21. Introduction This is part 9 in a series of guides about cloud attach in Microsoft Endpoint Manager, with the aim of getting you up and running with all things cloud attach. This part will focus on renewing expiring certificates. This series is co-written by Niall & Paul, both of whom are Enterprise Mobility MVP’s with broad experience in the area of modern management. Paul is 5 times Enterprise Mobility MVP based in the UK and Niall is 11 times Enterprise Mobility MVP based in Sweden. In part 1 we configured Azure AD connect to sync accounts from the on premise infrastructure to the cloud. In part 2, we prepared Azure resources for the Cloud Management Gateway, in part 3 we created the cloud management gateway and verified that everything was running smoothly. In part 4 we enabled co-management. With co-management, you retain your existing processes for using Configuration Manager to manage PCs in your organization and you gain the additional advantage of being able to transfer workloads to the cloud via Endpoint Manager (Intune). In part 5 we enabled the compliance policies workload and reviewed how that affected a co-managed computer. In this part we will enable conditional access and see how that can be used to deny access to company resources. In part 6 we configured conditional access and used it to deny access to company resources unless the device was encrypted with BitLocker. In part 7 we showed you how to co-manage Azure AD devices. In part 8 we enabled Tenant Attach and looked briefly at it's features. In this part we'll renew a soon to be expired certificate which we created about a year ago in part 2. Below you can find all parts in this series. Cloud attach - Endpoint Managers silver lining - part 1 Configuring Azure AD connect Cloud attach - Endpoint Managers silver lining - part 2 Prepare for a Cloud Management Gateway Cloud attach - Endpoint Managers silver lining - part 3 Creating a Cloud Management Gateway Cloud attach - Endpoint Managers silver lining - part 4 Enabling co-management Cloud attach - Endpoint Managers silver lining - part 5 Enabling compliance policies workload Cloud attach - Endpoint Managers silver lining - part 6 Enabling conditional access Cloud attach - Endpoint Managers silver lining - part 7 Co-managing Azure AD devices Cloud attach - Endpoint Managers silver lining - part 8 Enabling tenant attach Cloud attach - Endpoint Managers silver lining - part 9 Renewing expiring certificates <- you are here Cloud attach - Endpoint Managers silver lining - part 10 Using apps with tenant attach A certificates validity is set in stone when it's created, and as time passes the certificates validity will eventually expire. When a certificate expires, anything that relied on it to approve communication will no longer work, so keeping a close eye on your certificates validity and noting when they expire is a good practice to avoid any disruption to services within your organization. Note: The Configuration Manager console (as of ConfigMgr version 2111) does NOT keep you alerted of the expiring certificate, so you'll have to keep track of it yourself by paying attention to those emails from your certificate provider. Digicert does however notify you by email about the coming expiration, at 90 days, 30 days and 7 day intervals. Step 1. Create a new CSR Note: You should avoid using the CSR generated during the initial certificate creation, as this is not secure and can compromise your SSL certificate usage. In Part 2 of this series, we downloaded a digital certificate utility from DigiCert for creating a Certificate Signing Request (CSR) but you can do this process on an IIS server see here. A CSR is a block of encoded text that is given to a Certificate Authority when applying for an SSL Certificate. It is usually generated on the server where the certificate will be installed and contains information that will be included in the certificate such as the organization name, common name (domain name), locality, and country. Source Using the tool above (from Digicert, our external SSL certificate provider, there are many to choose from), click on Generate to create the CSR. After generating the CSR, save it to a file. Step 2. Reissue the expiring certificate Next, login to your certificate provider (in this case Digicert) and locate the soon to be expired certificate. To the right click on Reissue Now. In the window that appears paste in the newly generated CSR from step 1. Enter a reason why you want the certificate reissued and then click on Request reissue. Finally, click on Confirm request. At this point, you will see a summary screen like this, take note that to complete the process you'll have to prove ownership of the domain by clicking on Prove control over domains. We chose the option to use a DNS TXT Record (recommended). Copy the TXT record and then login to your Domain Name registrar (eg: godaddy) and select the domain name, then paste in the DNS txt record value, below is the record created from above. Note: If your domain name registrar is GoDaddy or uses the same UI as GoDaddy, you may need to temporarily delete any CNAME that matches the hostname prior to adding the TXT record. After validating the TXT record, you can delete the TXT record and add the CNAME back. This seems to be a bug in their UI. After creating the TXT record you can verify it with dnschecker.org, as shown here, this is helpful in troubleshooting whether your DNS record (TXT, CNAME etc...) is valid or not. Be sure to enter the cloudattachcmg prefix (yours will be different obviously) into the record for the TXT DNS validation otherwise it might have problems finding the TXT record. Step 3. Download the CRT After verifying that you own the domain, you'll be able to download the reissued CRT (certificate) from the certificate provider (eg: DigiTrust). Step 4. Import the CRT Next, import the downloaded CRT back into the Digicert tool by clicking on Import and pointing it to the extracted CRT file in the zip you downloaded. Step 5. Export the pfx Select the Imported certificate, click on Export Certificate choose the option to export pfx You'll be prompted for a password and you'll be informed of the successful export. Step 6. Reconfigure the Cloud Management Gateway In the ConfigMgr console, select Cloud Services and select Cloud Management Gateway. In the CMG properties, choose the Settings tab and click Browse beside the currently expiring PKI certificate Point it to the previously exported PFX file and enter the password when prompted Click Apply, notice that the Certificate File will have changed The CloudMgr.log will record this old certificate deletion and the addition of the reissued certificate. At this point, the hard work is done and your certificate is reissued, and your CMG is reconfigured to use the new certificate. You can verify the CMG is working properly by running the Connection Analyzer. Job done, please join us in the next Cloud Attach blog post, early next year !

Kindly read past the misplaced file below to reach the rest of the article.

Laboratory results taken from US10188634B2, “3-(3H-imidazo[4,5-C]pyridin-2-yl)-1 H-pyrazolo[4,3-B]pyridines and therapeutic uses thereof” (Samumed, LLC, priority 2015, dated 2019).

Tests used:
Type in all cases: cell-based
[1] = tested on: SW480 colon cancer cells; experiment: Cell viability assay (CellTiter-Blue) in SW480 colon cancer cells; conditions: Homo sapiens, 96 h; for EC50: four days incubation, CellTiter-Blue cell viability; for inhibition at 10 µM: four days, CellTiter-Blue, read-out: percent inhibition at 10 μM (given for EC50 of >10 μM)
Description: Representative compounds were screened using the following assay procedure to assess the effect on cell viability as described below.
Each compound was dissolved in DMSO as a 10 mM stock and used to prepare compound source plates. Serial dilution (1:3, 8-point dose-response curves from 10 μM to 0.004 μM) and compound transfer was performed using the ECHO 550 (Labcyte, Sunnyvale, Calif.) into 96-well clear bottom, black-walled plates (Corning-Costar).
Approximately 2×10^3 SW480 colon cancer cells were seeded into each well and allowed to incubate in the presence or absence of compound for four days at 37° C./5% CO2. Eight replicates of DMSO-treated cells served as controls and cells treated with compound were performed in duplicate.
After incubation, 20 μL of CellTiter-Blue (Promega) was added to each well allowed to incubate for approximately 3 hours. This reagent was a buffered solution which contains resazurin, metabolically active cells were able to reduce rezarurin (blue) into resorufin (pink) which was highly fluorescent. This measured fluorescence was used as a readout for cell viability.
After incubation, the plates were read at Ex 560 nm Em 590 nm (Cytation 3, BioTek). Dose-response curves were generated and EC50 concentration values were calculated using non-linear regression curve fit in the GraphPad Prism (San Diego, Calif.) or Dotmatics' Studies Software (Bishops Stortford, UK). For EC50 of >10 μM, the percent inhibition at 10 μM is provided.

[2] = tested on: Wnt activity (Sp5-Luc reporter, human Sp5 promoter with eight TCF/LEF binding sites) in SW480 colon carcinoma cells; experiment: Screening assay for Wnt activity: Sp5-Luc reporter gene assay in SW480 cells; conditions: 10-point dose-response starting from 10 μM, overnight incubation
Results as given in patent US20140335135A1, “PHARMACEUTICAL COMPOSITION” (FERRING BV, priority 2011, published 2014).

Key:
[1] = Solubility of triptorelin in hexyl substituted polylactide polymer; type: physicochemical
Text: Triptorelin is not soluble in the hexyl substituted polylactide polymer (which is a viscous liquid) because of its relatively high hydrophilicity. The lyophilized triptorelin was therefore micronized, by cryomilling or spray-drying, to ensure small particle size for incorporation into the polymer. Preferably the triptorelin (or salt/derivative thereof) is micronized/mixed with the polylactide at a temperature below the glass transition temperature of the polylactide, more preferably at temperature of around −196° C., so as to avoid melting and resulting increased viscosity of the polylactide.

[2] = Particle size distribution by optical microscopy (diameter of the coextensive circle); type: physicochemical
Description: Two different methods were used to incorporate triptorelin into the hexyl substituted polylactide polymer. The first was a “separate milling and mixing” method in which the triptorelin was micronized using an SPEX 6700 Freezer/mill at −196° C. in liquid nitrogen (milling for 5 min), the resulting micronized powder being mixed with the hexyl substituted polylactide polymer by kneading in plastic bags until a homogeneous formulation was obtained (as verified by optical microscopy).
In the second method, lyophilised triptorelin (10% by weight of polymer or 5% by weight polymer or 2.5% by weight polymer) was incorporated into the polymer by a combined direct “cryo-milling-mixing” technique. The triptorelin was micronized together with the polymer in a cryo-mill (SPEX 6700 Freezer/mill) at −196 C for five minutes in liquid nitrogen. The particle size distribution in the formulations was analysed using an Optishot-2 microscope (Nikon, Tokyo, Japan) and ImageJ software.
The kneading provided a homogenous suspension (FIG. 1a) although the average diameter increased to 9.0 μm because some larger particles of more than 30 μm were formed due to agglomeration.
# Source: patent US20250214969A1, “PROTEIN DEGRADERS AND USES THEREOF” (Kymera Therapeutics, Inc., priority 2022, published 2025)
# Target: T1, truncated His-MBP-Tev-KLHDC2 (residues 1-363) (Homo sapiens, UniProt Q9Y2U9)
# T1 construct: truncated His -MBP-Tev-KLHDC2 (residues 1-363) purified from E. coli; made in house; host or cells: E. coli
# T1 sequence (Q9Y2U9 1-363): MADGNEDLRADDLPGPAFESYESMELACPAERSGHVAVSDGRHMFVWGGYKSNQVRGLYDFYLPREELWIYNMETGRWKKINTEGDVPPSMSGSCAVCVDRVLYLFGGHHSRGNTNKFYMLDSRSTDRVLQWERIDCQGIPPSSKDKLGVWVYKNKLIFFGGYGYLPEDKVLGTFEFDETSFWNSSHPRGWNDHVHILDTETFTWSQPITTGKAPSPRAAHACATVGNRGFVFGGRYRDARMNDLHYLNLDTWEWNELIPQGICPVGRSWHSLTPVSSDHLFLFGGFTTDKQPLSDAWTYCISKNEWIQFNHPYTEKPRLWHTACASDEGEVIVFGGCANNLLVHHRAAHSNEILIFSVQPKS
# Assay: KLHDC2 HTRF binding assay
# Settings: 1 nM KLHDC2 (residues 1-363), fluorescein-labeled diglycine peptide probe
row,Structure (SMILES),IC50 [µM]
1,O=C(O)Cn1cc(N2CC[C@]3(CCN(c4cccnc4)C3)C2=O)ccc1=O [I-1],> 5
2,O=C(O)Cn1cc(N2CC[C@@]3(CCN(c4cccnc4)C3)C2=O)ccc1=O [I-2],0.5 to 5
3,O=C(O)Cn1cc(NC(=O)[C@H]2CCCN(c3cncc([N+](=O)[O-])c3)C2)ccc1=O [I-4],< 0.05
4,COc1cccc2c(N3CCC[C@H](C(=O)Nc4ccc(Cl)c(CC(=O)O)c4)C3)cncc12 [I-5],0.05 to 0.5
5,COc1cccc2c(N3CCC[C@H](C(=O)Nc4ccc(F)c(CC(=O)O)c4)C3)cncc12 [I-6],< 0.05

22. the first problem seems to be this CreateProcessAsUser failed. Code(0x8007010B) which translates to... you could try pressing F8 when the HTA is on screen, and running your powershell script manually to see if that gives any clues, or modify the original script to include logging to capture the exception message to a log file so we see what's actually wrong, that's what i'd do...
  23. incorrect function means the script is failing, is the script itself logging to anywhere ? if not, what does smsts.log reveal for this step in the task sequence